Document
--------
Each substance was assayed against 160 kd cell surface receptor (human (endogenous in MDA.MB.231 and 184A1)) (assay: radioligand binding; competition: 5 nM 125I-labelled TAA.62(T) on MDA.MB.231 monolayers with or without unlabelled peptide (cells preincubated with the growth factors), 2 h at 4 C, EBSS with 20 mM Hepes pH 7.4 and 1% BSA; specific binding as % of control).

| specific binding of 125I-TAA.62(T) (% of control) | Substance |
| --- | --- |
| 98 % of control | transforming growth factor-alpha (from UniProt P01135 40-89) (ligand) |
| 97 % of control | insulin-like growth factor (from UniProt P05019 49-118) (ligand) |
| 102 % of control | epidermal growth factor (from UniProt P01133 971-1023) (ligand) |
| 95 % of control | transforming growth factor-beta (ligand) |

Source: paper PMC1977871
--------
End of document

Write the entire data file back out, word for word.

Each substance was assayed against 160 kd cell surface receptor (human (endogenous in MDA.MB.231 and 184A1)) (assay: radioligand binding; competition: 5 nM 125I-labelled TAA.62(T) on MDA.MB.231 monolayers with or without unlabelled peptide (cells preincubated with the growth factors), 2 h at 4 C, EBSS with 20 mM Hepes pH 7.4 and 1% BSA; specific binding as % of control).

| specific binding of 125I-TAA.62(T) (% of control) | Substance |
| --- | --- |
| 98 % of control | transforming growth factor-alpha (from UniProt P01135 40-89) (ligand) |
| 97 % of control | insulin-like growth factor (from UniProt P05019 49-118) (ligand) |
| 102 % of control | epidermal growth factor (from UniProt P01133 971-1023) (ligand) |
| 95 % of control | transforming growth factor-beta (ligand) |

Source: paper PMC1977871